Former lovers should have to think twice about posting compromising pictures of their ex online, the Law Commission says.
Recommendations around publishing offensive material online were
presented by the Law Commission yesterday after a
four-year review into privacy
The report includes more than 140 recommendations including closing the legal loophole that allows jilted ex-lovers to post naked photos of their former partners online, without their consent.
Other recommendations include allowing people to
block telemarketers; making agencies notify victims of a data
breach where personal information has been lost or stolen and
tightening up information sharing between government agencies
Law Commissioner, Professor John Burrows, says if you take embarrassing domestic pictures of someone under the current law, you can't be found guilty of a breach of privacy.
"You can sort of see the rationale for it, you don't want the Privacy Commissioner in your own home, regulating domestic affairs," he told TV ONE's Breakfast.
But Burrows said that when privacy legislation was passed 18 years ago, the possibilities of the internet and social media weren't yet foreseen.
He said there are now cases where people put offensive and humiliating material, like nude photographs, online when it's clearly no longer just of domestic relevance.
"If it's private material used in a really offensive way, then something really ought to be done."
However even under the proposed changes, Burrows says damage to people's privacy may only be limited,not stopped.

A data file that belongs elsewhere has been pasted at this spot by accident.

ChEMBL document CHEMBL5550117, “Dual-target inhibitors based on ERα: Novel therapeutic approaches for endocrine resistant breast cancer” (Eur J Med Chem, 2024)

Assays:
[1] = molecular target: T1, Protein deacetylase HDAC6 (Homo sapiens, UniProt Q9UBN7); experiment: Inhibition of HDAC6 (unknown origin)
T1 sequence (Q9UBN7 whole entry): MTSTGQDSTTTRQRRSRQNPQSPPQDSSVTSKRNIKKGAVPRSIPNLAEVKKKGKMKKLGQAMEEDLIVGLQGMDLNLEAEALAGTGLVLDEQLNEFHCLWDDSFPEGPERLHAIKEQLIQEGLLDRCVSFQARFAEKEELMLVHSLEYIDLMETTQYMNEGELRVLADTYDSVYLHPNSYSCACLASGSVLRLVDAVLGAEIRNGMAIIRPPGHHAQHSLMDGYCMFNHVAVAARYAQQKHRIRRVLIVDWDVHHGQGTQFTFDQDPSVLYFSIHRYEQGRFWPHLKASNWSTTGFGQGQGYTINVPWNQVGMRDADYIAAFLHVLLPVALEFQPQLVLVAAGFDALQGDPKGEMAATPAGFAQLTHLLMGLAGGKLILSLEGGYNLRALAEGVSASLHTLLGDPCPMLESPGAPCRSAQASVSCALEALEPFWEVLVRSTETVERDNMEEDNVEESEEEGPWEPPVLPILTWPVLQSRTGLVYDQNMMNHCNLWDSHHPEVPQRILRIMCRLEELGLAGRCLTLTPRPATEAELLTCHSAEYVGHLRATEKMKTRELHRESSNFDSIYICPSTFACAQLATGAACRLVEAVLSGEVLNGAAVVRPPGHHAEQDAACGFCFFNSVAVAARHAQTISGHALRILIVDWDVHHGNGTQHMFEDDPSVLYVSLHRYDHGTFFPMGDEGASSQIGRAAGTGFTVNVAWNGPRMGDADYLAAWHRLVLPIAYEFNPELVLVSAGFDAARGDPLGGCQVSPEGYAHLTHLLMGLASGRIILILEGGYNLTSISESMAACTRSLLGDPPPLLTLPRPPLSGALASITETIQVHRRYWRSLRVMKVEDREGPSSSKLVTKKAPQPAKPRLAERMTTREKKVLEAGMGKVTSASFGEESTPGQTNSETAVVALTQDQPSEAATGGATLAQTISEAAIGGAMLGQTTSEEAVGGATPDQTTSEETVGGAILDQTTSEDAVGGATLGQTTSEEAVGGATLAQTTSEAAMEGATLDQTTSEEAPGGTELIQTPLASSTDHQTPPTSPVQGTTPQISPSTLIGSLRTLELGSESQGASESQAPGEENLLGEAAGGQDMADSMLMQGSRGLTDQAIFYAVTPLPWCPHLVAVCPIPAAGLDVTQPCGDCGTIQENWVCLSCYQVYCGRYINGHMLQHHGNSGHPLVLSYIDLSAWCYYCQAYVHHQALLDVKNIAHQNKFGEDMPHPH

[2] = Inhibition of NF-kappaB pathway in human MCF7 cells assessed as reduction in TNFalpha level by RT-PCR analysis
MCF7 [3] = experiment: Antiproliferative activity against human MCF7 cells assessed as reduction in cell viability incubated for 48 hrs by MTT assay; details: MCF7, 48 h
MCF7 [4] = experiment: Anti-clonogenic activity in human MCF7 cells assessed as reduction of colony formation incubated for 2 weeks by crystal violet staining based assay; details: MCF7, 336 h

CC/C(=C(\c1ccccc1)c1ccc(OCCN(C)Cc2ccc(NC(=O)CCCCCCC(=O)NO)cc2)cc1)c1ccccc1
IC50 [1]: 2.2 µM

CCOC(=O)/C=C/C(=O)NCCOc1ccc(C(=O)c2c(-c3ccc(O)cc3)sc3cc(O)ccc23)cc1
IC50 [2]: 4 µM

"And since a lot of the stuff comes from overseas anyway, there are limits to what you can do," he said.
He says even if damage can be limited in some way, then "that's a pretty good start".
Privacy Commissioner Marie Shroff has highlighted the issue as one of three urgent priorities for action.
Lawyer Mai Chen from Public and Employment law specialists Chen Palmer told TV ONE's AMP Business that the report is significant for New Zealand businesses.
"The world has changed in the past 10 years. We live in a technical revolution, it's unexpected and it's moving very fast."
She said businesses need a whole new set of legislation to counter the opportunities to invade people's privacy.
"There's been an explosion in ways people can be spied upon, where information can be intercepted," she said.
Chen says businesses also need to be more responsible for their actions.
"If there are now more technical ways in which people's privacy can be breached, if you're running a good business, they expect you to be responsible and to protect their privacy.
"If you don't, the Privacy Commissioner is now recommended to be given much greater power to intervene and to make you comply."
She said it is good news to see recommendations for a more streamlined process for dealing with privacy complaints.
"At the moment it's a really long process with a lot of mediation involved," she said.
She said people who believe their privacy has been breached will want it rectified quickly and the report's recommendations should allow this.
Chen says given the public's clear voice that they feel uncomfortable with privacy breaches, businesses need to listen.
"If you are a responsible business you have nothing to fear," she said.
Minister of Justice Simon Power presented the report yesterday and any proposed legislative changes will be heard through a select committee process.
What do you think of the Law Commission's recommendations? Do they go far enough? Have your say on our messageboard below.